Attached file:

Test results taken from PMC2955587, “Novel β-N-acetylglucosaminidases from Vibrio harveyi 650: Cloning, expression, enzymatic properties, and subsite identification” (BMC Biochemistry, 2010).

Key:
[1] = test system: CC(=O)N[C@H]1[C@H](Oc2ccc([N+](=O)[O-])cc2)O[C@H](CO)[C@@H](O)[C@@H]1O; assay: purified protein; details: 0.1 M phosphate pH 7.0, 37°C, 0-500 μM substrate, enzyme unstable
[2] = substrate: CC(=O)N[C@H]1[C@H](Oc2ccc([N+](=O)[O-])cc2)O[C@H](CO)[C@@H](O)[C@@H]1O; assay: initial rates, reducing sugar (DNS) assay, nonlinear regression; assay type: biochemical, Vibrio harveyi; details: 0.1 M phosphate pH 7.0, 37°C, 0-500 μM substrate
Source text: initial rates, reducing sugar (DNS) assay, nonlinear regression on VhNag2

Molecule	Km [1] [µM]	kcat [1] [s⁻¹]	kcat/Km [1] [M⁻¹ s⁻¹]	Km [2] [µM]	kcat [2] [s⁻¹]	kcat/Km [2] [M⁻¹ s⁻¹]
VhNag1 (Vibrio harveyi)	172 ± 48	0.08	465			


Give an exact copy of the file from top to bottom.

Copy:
Test results taken from PMC2955587, “Novel β-N-acetylglucosaminidases from Vibrio harveyi 650: Cloning, expression, enzymatic properties, and subsite identification” (BMC Biochemistry, 2010).

Key:
[1] = test system: CC(=O)N[C@H]1[C@H](Oc2ccc([N+](=O)[O-])cc2)O[C@H](CO)[C@@H](O)[C@@H]1O; assay: purified protein; details: 0.1 M phosphate pH 7.0, 37°C, 0-500 μM substrate, enzyme unstable
[2] = substrate: CC(=O)N[C@H]1[C@H](Oc2ccc([N+](=O)[O-])cc2)O[C@H](CO)[C@@H](O)[C@@H]1O; assay: initial rates, reducing sugar (DNS) assay, nonlinear regression; assay type: biochemical, Vibrio harveyi; details: 0.1 M phosphate pH 7.0, 37°C, 0-500 μM substrate
Source text: initial rates, reducing sugar (DNS) assay, nonlinear regression on VhNag2

Molecule	Km [1] [µM]	kcat [1] [s⁻¹]	kcat/Km [1] [M⁻¹ s⁻¹]	Km [2] [µM]	kcat [2] [s⁻¹]	kcat/Km [2] [M⁻¹ s⁻¹]
VhNag1 (Vibrio harveyi)	172 ± 48	0.08	465			